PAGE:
Cleaning the chaff from the seeds you want to save can be done with screens of different sizes. There are options for all budgets, including using the strainers and colanders you already have in your kitchen.
Everywhere is full of micro-climates. Discover the places in your garden where the soil warms first, or last, by watching the snow melt and taking pictures.
If you know much of each food from your garden you consume each year, you can better plan how much to grow.
Tips for keeping your tomato plants healthy.
Could you eat only food grown within 100 miles of your home for 10 days?
Learn more about this challenge and why you should consider taking it on.
Winter is the best time to step back from your garden and learn something new. Do some research, participate in learning programs, and work on your garden notebook. When the opportunity arises next year, visit the MOTHER EARTH NEWS FAIR.
The options for obtaining locally grown food have expanded in recent years, particularly with farmers markets. Expand your diet beyond your garden and meet the folks who can help you do that and stay local.
The most basic part of food is the seed. Learn to grow and save your own. You can do this at home, but if you want to further hone your skills, attend Seed School.
Seed libraries are seed sharing programs designed to promote local seed growing and sharing, leading to resilient communities. Learn about how to establish such a program and other ways to celebrate seeds in the soon-to-be published book, 'Seed Libraries and Other Means of Keeping Seeds in the Hands of the People,' by Cindy Conner.
Learn how to use less energy canning tomato products.
Strategies for controlling voles in the potatoes in your garden.
A wedding using homegrown and local food and no disposable items. Decorations were things already on hand. The ceremony took place in a field and the reception was in a barn...and there was love-lots of it!
Plan fall cover crops to feed back the soil and leave the bed ready for when you need to plant the main crop next year.
Learn which crops you can grow in your garden to provide protein in your diet.
Grow to fill yourself up from your garden. Potatoes will give you the most calories in the least space and are an important part of a sustainable diet.
Thoughts on growing all your own food. How much space is required and other things to consider.
Eating only homegrown foods on the Fridays in Lent.
Review of The Timber Press Guide to Vegetable Gardening in the Southeast, a new book written by Ira Wallace.
Thoughts on managing an event with lots of people and having minimal or no trash.
When traveling, consider checking out the community gardens in the area. You can meet local people who are passionate about gardening and learn about the climate and crops that may be different than yours.
Grow calcium in your garden with collards, kale, and parsley. Suggestions are given for including these crops in your meals. Learn about companions to plant among your collards and kale to deter harmful insects.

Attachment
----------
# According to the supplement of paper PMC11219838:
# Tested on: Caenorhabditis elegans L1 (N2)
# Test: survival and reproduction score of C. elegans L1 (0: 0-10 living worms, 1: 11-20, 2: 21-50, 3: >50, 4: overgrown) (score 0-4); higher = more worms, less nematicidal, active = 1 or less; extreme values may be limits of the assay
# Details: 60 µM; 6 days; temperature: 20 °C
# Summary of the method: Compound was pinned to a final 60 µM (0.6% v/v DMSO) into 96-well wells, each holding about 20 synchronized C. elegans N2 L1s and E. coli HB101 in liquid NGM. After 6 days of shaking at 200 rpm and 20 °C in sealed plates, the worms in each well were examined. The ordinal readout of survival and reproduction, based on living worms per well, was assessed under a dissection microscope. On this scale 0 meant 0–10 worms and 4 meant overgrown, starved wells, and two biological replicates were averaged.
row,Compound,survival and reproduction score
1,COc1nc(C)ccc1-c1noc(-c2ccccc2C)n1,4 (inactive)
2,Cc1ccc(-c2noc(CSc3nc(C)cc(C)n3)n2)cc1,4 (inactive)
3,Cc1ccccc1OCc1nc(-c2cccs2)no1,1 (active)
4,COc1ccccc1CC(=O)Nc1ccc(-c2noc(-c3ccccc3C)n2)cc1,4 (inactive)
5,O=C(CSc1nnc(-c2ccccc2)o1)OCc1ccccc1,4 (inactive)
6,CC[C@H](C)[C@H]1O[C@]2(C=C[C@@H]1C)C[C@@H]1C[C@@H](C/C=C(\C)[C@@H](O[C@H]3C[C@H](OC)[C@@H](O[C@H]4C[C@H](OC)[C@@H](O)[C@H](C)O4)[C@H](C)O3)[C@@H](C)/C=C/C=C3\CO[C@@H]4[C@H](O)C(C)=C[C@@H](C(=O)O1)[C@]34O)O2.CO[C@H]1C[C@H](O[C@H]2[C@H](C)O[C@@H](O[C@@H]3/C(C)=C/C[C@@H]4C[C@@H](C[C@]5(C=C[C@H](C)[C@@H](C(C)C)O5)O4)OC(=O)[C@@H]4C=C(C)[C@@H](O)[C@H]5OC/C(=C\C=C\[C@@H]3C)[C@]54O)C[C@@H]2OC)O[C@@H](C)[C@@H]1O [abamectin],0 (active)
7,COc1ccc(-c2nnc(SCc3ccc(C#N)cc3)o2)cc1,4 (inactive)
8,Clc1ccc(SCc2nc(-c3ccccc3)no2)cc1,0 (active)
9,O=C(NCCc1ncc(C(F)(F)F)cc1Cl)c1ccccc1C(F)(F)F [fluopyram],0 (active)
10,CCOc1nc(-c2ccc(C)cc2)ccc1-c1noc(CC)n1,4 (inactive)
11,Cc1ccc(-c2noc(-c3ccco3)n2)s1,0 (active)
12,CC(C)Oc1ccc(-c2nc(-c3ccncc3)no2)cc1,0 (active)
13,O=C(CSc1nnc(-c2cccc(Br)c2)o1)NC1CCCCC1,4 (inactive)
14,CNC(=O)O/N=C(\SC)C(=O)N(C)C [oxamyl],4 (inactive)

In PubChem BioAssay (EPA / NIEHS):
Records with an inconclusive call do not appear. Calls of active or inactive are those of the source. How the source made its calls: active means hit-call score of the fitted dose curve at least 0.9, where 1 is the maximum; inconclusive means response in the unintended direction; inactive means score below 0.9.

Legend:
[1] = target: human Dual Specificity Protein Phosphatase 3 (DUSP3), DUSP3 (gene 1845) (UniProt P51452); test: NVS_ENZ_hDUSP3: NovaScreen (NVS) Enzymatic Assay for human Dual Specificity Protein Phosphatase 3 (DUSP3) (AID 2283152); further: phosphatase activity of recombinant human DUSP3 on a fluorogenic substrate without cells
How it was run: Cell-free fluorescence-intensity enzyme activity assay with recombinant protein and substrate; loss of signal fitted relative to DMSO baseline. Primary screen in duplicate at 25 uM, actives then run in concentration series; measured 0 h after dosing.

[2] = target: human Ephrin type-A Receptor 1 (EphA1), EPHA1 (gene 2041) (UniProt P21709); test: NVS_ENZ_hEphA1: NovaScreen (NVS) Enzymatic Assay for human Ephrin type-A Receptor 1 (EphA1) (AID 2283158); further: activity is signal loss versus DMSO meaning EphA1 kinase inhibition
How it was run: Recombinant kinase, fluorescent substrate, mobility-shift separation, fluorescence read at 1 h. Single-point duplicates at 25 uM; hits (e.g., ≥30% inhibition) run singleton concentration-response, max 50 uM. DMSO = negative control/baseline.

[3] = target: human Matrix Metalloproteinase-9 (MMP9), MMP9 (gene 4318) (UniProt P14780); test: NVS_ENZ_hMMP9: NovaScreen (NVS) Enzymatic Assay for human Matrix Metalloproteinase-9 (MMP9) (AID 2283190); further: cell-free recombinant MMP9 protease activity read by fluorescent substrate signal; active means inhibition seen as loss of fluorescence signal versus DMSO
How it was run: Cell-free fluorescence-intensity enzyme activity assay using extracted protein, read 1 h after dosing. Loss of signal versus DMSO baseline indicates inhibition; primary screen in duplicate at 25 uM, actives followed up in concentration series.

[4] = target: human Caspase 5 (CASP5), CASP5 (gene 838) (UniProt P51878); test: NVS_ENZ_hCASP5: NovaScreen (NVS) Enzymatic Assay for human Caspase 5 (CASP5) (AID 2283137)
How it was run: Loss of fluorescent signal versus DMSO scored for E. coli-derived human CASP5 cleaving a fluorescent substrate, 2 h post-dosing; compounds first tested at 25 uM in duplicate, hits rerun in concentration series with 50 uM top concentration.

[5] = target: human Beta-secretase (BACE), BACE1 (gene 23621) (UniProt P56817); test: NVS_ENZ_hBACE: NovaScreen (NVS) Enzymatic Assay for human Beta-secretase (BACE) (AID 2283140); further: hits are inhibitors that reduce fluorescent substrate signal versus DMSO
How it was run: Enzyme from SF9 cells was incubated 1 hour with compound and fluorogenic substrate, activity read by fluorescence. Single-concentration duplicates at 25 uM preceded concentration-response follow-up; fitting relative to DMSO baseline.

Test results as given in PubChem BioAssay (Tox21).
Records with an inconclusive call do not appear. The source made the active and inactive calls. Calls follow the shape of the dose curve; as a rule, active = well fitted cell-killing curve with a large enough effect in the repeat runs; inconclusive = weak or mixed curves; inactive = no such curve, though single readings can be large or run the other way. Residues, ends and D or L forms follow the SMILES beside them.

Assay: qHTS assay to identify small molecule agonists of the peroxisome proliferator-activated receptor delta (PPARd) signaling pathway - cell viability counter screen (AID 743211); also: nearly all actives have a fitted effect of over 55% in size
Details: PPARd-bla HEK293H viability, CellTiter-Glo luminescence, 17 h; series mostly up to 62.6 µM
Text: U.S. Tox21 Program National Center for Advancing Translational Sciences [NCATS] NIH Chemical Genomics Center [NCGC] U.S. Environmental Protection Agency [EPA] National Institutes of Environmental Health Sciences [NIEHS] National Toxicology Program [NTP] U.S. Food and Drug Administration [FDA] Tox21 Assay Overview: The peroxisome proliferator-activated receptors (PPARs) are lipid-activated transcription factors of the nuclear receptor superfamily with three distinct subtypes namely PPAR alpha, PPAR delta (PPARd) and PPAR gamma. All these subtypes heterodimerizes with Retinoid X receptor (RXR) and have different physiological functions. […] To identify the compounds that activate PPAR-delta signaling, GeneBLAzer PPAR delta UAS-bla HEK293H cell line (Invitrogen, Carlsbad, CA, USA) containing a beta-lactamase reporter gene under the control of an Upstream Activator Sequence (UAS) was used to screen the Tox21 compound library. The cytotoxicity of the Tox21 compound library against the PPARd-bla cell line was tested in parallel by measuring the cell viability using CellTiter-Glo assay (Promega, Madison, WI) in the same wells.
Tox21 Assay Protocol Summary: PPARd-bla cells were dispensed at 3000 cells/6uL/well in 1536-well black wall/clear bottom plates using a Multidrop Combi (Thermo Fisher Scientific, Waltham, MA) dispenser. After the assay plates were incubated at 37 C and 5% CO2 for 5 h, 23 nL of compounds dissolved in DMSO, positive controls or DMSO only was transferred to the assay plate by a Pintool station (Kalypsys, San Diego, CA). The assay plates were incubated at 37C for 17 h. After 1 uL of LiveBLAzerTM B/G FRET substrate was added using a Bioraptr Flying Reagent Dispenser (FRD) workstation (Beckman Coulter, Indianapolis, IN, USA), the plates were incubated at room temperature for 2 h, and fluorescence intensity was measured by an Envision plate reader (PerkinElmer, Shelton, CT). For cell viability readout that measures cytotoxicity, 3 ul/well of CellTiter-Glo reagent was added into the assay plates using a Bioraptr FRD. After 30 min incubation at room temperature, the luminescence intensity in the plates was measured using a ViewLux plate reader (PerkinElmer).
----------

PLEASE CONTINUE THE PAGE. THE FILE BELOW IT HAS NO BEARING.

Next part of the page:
Seed libraries are meeting new challenges that point to the need for better education and understanding with the public, and with those charged with enforcing seed laws. Learn about the opportunities that are open in this evolving social movement.
Clean up your garden now and plant cover crops that will protect your garden soil through the winter and provide compost and mulch material for next year.
January is a great time to count your seeds and share the extras with others through a seed swap or seed library. Find a seed sharing event in your community or start one with friends.
Grow Red Thai Roselle hibiscus for a tea, health drink and sauce. Roselle, also known as Florida Cranberry, can be grown outside the sunbelt if you have the right variety. Red Thai is that variety.
Eat carrots from your garden all winter! A little planning goes a long way toward more food with less work. Learn how to start with a winter cover crop of rye, with carrots following next in the rotation, maturing by the time the first frost.
Solar drying experiences in 2012, including tomato varieties Principe Borghese and Long Tom.
Set up a washing station in your garden. Rinse your veggies there, saving the water for the garden and keeping your kitchen clean.
Learn about using the Piteba to press your own homegrown oil.
Book reviews by permaculture educator Cindy Conner. Learn about Sustainable Market Farming, The Art of Fermentation, The Permaculture Handbook, and The Small-Scale Poultry Flock.
If you have black walnuts to shell, you need a heavy duty nutcracker. The Master Nut Cracker will do the job.
Begin your garden planning with what,and particularly how much, you want to eat. Take a look at what you are eating now and go from there.
Tips for learning to grow and spin cotton.
Tips for solar advocates to invest money smartly and be part of the growing solar market
Going solar in developing countries, especially in communities that lack access to electricity, is a completely different experience. Here the 3 main reasons why solar is taking off abroad.
Here are three of the season’s brightest and cleanest gifts for a greener holiday celebration.
1.3 billion people live without access to electricity. In the last five years, falling costs of solar technology have made solar economically viable without subsidies for off-grid communities. How can businesses keep up with this potential solar growth? Hint: it’s all about the customer.
Solar lights replacing kerosene lamps in developing countries do more than solve energy poverty, they are also helping curb climate change by reducing black carbon emissions.